Women are more likely than men to disapprove of — and less likely to participate in — political corruption, but only in countries where corruption is stigmatized, according to new political science research from Rice University.
Author Rice University
Children living in households where the parents are married are less likely to be obese, according to new research from Rice University and the University of Houston.
Women engineers are underpaid for their contributions to technical activities, due to cultural ideologies in the engineering profession, according to Rice University research.
Individual freedom and social responsibility may sound like humanistic concepts, but an investigation of the genetic circuitry of bacteria suggests that even the simplest creatures can make difficult choices that strike a balance between selflessness and selfishness.
Religious and nonreligious organizations may have a similar impact on the ability of immigrants to acclimate to life in the U.S., despite the organizations’ different motivations for providing charitable services, according to new research from Rice University.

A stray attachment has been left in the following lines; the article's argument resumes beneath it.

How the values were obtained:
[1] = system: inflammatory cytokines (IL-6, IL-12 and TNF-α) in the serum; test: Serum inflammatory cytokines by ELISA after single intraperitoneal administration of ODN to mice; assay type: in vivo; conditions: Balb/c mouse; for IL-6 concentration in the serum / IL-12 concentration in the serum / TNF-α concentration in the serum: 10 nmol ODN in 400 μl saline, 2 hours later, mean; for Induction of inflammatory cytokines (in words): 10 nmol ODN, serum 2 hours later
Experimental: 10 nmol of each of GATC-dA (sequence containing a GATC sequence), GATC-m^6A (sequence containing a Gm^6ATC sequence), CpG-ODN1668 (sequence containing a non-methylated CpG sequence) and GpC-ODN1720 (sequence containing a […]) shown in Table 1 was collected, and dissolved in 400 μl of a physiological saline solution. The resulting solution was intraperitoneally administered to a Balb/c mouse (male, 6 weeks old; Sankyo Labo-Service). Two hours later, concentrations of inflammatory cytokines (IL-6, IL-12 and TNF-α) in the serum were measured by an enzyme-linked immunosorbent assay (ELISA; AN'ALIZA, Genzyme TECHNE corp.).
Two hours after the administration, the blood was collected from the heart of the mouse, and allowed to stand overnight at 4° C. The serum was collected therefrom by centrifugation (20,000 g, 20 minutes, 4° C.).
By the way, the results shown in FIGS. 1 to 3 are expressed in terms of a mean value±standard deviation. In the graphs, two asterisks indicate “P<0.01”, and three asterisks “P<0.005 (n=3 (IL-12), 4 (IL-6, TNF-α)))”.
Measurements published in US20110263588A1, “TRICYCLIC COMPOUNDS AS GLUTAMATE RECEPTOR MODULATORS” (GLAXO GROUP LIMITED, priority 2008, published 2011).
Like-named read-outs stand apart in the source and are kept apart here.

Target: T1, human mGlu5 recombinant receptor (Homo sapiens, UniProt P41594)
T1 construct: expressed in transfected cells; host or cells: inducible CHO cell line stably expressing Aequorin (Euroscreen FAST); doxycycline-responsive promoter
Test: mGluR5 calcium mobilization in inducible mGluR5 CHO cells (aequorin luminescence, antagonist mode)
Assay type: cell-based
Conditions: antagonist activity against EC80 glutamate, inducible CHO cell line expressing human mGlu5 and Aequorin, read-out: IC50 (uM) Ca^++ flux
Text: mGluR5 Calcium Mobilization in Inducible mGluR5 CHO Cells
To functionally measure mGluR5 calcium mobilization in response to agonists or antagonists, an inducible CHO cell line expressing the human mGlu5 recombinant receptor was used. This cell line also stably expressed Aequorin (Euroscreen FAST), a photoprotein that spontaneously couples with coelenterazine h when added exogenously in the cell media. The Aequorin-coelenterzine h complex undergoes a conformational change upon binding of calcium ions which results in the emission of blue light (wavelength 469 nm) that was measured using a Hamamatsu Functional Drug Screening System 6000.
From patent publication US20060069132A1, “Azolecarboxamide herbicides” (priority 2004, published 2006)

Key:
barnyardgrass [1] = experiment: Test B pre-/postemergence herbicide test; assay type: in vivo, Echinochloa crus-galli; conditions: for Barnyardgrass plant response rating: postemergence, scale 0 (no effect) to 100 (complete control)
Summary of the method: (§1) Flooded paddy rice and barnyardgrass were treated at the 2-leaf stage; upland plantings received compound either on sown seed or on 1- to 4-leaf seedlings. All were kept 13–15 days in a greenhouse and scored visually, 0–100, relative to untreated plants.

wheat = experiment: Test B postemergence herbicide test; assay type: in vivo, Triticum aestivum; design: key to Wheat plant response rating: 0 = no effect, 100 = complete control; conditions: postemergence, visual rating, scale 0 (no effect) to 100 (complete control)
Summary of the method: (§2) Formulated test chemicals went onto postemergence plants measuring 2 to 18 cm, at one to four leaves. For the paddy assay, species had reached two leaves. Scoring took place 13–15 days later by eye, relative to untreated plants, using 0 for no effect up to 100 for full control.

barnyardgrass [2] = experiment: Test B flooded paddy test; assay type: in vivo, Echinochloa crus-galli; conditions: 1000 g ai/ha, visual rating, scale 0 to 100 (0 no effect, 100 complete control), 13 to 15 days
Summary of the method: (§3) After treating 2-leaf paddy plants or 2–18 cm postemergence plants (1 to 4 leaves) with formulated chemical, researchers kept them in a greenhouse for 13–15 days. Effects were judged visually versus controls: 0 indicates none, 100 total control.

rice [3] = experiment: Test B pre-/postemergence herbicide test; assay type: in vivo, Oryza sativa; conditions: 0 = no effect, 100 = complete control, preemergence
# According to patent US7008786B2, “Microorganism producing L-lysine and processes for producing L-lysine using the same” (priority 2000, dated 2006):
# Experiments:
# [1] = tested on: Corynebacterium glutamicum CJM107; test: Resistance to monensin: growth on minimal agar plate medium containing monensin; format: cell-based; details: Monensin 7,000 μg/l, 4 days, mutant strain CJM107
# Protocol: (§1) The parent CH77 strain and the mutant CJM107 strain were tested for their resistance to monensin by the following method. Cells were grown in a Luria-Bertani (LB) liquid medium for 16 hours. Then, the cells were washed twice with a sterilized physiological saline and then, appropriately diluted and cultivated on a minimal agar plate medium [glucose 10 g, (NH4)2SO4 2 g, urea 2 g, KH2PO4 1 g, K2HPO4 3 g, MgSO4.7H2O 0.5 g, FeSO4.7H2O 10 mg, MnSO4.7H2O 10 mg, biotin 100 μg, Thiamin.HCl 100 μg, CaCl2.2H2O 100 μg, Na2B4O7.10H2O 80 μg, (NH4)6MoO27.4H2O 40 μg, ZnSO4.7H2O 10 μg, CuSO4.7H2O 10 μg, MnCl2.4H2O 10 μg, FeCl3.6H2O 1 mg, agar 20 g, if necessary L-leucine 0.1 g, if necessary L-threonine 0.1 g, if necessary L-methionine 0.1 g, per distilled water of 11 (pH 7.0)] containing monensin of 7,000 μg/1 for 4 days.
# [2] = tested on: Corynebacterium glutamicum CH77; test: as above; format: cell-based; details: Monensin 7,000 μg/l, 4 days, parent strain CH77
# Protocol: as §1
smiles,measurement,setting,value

Conscientious people are more likely to have higher grade point averages, according to new research from psychologists at Rice University.
Testing can improve learning among young and old people alike, according to new research from Rice University.
Both male and female scientists view gender discrimination as a major reason women choose to pursue careers in biology rather than physics, according to new research from Rice University.
Women are twice as likely as men to use emoticons in text messages, according to a new study from Rice University.
Contrary to the prevailing theories that music and language are cognitively separate or that music is a byproduct of language, theorists at Rice University’s Shepherd School of Music and the University of Maryland, College Park (UMCP) advocate that music underlies the ability to acquire language.
Hiding your true social identity — race and ethnicity, gender, age, religion, sexual orientation or a disability — at work can result in decreased job satisfaction and increased turnover, according to a new study from Rice University, the University of Houston and George Mason University.
Over the course of 2011’s momentous Arab Spring uprisings, young women in Egypt, Tunisia, Libya, Bahrain and Yemen used social media and cyberactivism to carve out central roles in the revolutionary struggles under way in their countries, according to a new study commissioned by Rice University’s Baker Institute for Public Policy.